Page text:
I would like to preface what follows by saying that I really, really wanted to enjoy Outlaw King (Netflix, 2018). Part of me, especially, was hoping that a film made about the beginnings of the first War of Independence (1296-1328) during the era of #MeToo would provide a narrative that included the women involved in Scotland’s struggle against Edward I.
Spoilers, it did not.
Of course, there are qualifications to this. The characterisation of Elizabeth de Burgh allowed moments of female agency and influence. I was hopeful when, following a scene where Bruce and his brothers decide to go to war against England, she confronts her husband with the following monologue on power.
I know you have no need of my counsel. It’s true, I have seen very little of the world. However, a young lady of my standing is afforded a great deal of time to read, to form distinct opinions, and to draw her own conclusions about the nature of power. Power is making decisions. Power is not allowing yourself to be buffeted on the tides of history. Instead, it is choosing a boat, climbing aboard, and hoisting the sail. I choose you. And whatever course you are charting. I choose you. My husband.
Metaphors (yuck) aside, it is obvious from this monologue that there were informed choices that guided the writing of Outlaw King, including an understanding of the type of education a women of Elizabeth de Burgh’s standing would have received and her ability to act as a partner in her marriage. This is what makes the remaining hour and a half of the film so frustrating: the writers, producers, and director clearly wanted to make a film that was historically accurate, but, as many histories of Scotland have done before, they happily allowed the women of the Bruce narrative to be ‘buffeted on the tides of history’.
What follows in the film is a conflation of many female experiences into one female character – Elizabeth de Burgh, who isn’t even Scottish. Bruce’s inauguration at Scone was carried out by a woman, Isabella, countess of Buchan, which is depicted in the film. But is she named? No, she’s not. The inauguration of the kings of Scotland was historically carried out by a MacDuff of Fife, it was a privilege associated with the lineage. The fact that a woman participated in this ceremonial power is thus, very significant. Importantly, the countess of Buchan was imprisoned by Edward I in 1307 for inaugurating Bruce. She was one of the caged women, not Elizabeth de Burgh, who hung outside Berwick Castle. The film interestingly uses the harsh treatment and experiences of Scottish women that were imprisoned for their participation in the Scottish cause as plot points for an Anglo-Irish woman, Elizabeth de Burgh. Yes, she was imprisoned, however, she was treated relatively well and kept, more or less, under house arrest in England while even Bruce’s daughter, Marjorie, hung in a cage at the Tower of London (something also missing from the film).
It would be understandable if the male characters in the film had been similarly conflated and combined for the purpose of the film’s narrative, however, this was not the case. Almost painfully, the film introduces the men of Bruce’s retinue, allowing glimpses of their motivations and personal struggles. James Douglas, is perhaps the most poignant of these characterisations. It is obvious from the film’s depiction of him that the script was heavily influenced by John Barbour’s The Brus, an epic, chivalric poem from the late fourteenth century about Robert the Bruce. He had been dispossessed of his lands and joined Bruce’s forces to regain his lands and his title. It is a particularly cathartic moment, then, in the Battle of Loudoun Hill, when he screams ‘What’s my fucking name?’ before fighting an English knight. Douglas’s reclamation of his agency and position had me rooting for him throughout the film. However, the same sort of character development I saw with characters like Douglas I didn’t see with the women in the film.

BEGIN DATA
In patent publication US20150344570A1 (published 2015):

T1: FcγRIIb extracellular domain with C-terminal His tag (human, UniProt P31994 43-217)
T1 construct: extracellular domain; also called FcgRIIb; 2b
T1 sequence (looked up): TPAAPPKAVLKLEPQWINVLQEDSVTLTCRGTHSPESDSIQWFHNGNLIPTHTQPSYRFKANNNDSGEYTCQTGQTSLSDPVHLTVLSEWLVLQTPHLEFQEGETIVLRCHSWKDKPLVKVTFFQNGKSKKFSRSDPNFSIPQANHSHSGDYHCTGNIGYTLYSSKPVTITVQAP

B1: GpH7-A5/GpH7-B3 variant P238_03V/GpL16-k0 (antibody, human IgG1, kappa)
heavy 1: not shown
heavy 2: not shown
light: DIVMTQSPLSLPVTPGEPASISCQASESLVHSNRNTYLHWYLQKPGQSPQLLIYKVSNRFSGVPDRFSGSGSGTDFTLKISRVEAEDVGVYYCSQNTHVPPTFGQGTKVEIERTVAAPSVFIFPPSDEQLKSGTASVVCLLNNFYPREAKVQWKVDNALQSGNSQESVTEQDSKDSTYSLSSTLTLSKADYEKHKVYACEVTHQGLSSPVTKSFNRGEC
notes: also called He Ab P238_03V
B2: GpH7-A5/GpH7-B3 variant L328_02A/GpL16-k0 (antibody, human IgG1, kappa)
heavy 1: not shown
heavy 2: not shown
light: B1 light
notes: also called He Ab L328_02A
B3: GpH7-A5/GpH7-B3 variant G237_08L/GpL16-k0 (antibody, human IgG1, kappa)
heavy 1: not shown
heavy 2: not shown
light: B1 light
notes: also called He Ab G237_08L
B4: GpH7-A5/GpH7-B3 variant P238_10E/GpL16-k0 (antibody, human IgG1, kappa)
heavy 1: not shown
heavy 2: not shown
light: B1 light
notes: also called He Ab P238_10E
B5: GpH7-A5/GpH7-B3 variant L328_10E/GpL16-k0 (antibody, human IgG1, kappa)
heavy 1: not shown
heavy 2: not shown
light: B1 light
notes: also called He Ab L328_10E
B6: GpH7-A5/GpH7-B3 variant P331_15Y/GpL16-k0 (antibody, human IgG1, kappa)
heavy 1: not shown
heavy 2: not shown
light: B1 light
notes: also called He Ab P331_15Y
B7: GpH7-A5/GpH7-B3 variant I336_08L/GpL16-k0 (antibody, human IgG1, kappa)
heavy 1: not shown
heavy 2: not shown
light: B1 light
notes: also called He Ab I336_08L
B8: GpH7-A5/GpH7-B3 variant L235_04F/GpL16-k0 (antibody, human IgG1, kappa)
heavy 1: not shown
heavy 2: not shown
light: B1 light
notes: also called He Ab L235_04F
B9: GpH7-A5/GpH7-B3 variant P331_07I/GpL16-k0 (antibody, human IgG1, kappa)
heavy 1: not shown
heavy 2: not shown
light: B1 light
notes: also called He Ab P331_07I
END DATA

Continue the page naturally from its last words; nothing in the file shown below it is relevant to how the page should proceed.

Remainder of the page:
I assume we are supposed to be grateful that the film didn’t depict women in the way films of this type usually do. You know, the plot line where the woman almost gets raped but then gets saved by her literal knight in shining armour? Yeah, that one. Given the heavy influence of a chivalric poem on this film, I am somewhat surprised that it didn’t use that plot line. And for that, I give the film makers some credit. But also, it’s 2018 and isn’t it about time that we gave as much attention to female narratives as we do to male ones? It is even more frustrating given the fact that their names are listed in the credits of the film, which means the film makers knew who these women were, they just determined their identities were unimportant to the over-arching patriarchal narrative. In some ways, the film and its depiction of women underscores issues within Scottish historiography – women are definitely in the margins of largely male narratives. However, when we look beyond texts like The Brus, investigating alternative sources – letters, charters, material objects – the scope of women’s contributions and importance to the politics of Scotland during this period become more pronounced. Perhaps in the next instalment of this franchise or in the making of a new one, we will see better representation of the female players and we won’t have to scream ‘what’s her fucking name?’
Rachel Davis is a PhD Candidate at the University of Edinburgh. Her thesis, ‘Elite Women in Power in Late Medieval Scotland, 1296-1458’ investigates how and when women exercised power in their locales.